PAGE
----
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LAPD officers test new vehicle technology

March 8, 2013 12:00:00 AM PST
LAPD officers are putting new vehicle technology to the test out in the field. The department is hoping the new equipment will give officers extra elbow room in their patrol cars.

If you buy a new Dodge Charger, one of the available features is a large 8.4-inch touch screen. It controls many of the car's functions to free up space on the dash.

The LAPD is field testing some Dodge Chargers that have an even larger 12.1-inch touch screen, and it's designed to free up space too.

"As much room as we can clear up for the officers makes them more comfortable for that 12-hour day," said Officer Steve Dolan.

The upgrade is an experiment, carried out by Chrysler's engineers. There's no extra charge to the city, and Chrysler, in turn, gets development data.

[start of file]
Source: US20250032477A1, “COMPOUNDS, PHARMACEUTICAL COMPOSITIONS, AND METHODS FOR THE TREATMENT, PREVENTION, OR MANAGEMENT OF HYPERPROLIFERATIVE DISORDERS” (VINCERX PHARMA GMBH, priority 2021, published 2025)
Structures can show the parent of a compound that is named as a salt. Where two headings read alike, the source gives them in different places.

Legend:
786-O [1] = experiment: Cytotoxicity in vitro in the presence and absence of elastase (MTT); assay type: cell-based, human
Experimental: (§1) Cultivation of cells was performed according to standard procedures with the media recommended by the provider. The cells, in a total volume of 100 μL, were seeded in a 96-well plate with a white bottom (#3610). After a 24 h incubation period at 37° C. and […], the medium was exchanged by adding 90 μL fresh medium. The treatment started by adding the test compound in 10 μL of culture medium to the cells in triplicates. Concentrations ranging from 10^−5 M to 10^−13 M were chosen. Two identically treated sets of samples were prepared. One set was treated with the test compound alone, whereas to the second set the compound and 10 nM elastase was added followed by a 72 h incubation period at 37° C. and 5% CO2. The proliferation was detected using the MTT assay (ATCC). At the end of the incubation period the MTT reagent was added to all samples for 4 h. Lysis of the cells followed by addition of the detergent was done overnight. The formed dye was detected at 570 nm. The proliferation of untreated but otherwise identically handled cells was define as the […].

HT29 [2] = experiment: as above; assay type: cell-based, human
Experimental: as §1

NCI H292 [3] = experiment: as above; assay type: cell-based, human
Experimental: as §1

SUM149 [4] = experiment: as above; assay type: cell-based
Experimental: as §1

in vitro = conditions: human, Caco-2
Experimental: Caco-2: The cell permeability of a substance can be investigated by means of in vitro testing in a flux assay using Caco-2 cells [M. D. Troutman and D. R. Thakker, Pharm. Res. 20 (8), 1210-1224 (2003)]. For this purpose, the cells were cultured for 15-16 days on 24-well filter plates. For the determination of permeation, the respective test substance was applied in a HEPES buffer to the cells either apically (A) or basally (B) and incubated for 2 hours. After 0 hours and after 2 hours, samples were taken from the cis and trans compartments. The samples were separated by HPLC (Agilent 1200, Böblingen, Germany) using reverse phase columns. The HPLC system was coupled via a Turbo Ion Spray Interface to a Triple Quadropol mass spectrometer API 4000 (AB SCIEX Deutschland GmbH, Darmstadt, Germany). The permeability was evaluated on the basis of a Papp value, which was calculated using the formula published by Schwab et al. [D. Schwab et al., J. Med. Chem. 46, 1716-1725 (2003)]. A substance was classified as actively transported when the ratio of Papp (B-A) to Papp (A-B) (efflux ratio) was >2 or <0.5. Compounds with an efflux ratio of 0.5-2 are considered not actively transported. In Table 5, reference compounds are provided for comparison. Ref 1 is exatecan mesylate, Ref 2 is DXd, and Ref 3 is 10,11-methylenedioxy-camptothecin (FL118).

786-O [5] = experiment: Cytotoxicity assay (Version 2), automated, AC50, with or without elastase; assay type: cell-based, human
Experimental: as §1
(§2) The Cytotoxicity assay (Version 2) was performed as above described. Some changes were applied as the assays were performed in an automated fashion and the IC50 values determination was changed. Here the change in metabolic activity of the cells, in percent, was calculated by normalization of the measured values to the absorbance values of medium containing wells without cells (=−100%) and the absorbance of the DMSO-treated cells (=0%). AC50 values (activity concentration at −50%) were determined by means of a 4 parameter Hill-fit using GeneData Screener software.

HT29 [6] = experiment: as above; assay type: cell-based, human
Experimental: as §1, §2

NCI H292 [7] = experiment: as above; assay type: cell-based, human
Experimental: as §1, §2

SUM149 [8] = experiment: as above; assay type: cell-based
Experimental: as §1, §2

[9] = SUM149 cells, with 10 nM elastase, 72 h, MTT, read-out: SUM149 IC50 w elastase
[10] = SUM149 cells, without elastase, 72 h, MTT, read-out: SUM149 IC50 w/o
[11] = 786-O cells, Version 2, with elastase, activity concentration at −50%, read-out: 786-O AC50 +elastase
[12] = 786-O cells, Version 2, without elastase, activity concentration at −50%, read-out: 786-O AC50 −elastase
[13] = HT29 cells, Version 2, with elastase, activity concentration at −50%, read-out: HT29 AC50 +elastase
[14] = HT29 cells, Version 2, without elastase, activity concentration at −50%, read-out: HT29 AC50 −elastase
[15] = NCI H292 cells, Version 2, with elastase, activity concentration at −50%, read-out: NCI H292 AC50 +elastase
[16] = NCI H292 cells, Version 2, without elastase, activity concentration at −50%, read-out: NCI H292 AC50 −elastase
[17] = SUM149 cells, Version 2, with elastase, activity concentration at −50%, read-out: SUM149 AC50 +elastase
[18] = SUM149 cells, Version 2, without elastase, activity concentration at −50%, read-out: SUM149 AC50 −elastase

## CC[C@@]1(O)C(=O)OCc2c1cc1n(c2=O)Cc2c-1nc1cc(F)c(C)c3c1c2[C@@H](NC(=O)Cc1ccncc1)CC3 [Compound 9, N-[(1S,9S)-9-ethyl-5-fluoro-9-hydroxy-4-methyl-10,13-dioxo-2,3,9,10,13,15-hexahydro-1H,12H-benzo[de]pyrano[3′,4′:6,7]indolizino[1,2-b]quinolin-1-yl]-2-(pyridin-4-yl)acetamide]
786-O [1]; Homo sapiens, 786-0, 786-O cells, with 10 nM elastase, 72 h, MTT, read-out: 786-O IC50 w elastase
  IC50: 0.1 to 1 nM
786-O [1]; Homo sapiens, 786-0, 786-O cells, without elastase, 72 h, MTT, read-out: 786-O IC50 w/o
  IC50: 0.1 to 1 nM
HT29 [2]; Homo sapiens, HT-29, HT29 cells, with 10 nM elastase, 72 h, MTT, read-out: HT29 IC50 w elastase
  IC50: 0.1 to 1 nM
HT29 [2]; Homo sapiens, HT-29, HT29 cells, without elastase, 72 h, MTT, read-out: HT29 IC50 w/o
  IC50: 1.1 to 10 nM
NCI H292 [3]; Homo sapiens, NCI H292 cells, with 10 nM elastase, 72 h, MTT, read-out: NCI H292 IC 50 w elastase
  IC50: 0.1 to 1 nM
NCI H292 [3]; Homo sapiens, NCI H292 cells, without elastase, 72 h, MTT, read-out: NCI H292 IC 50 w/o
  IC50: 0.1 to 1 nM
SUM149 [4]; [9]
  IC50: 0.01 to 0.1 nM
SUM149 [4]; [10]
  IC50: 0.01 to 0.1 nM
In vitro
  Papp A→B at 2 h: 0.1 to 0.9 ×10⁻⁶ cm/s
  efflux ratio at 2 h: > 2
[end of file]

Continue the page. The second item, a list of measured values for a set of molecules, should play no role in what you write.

"We've only gotten positive response from the officers in the field. They love the touch screen, they love cleaning up the cockpit, they're more comfortable. Guys are just clamoring to get these vehicles," said Dolan.

Years ago, the LAPD officers portrayed on the television series "Adam-12" had only the basics to deal with. Today's officers have much more equipment, which takes up much more space inside the car. The Chrysler Uconnect system even integrates high-tech things like license plate recognition and infrared cameras.

There was a big change recently in the world of law enforcement vehicles. Ford discontinued its Crown Victoria, the last big, traditional police car. And as police agencies move forward with newer vehicles, interior space is going to be an issue.

All the police cars on the market today are a bit smaller inside, including the Charger. Same goes for the Chevy Caprice, and Ford's own replacement for the Crown Vic, the Taurus-based Police Interceptor.

Ford is offering a bit of technology too, adapting its SYNC system for police duty, and including steering wheel controls for important functions.

But the new touch screen Charger provides an interior with more space for officers. Someday, every LAPD patrol car could be equipped this way.

"We're in these cars for 12 hours a day, driving sometimes 200 miles a day, for each pair of officers. That's a lot of miles. So anything to make them better, safer, more comfortable is great," said Dolan.


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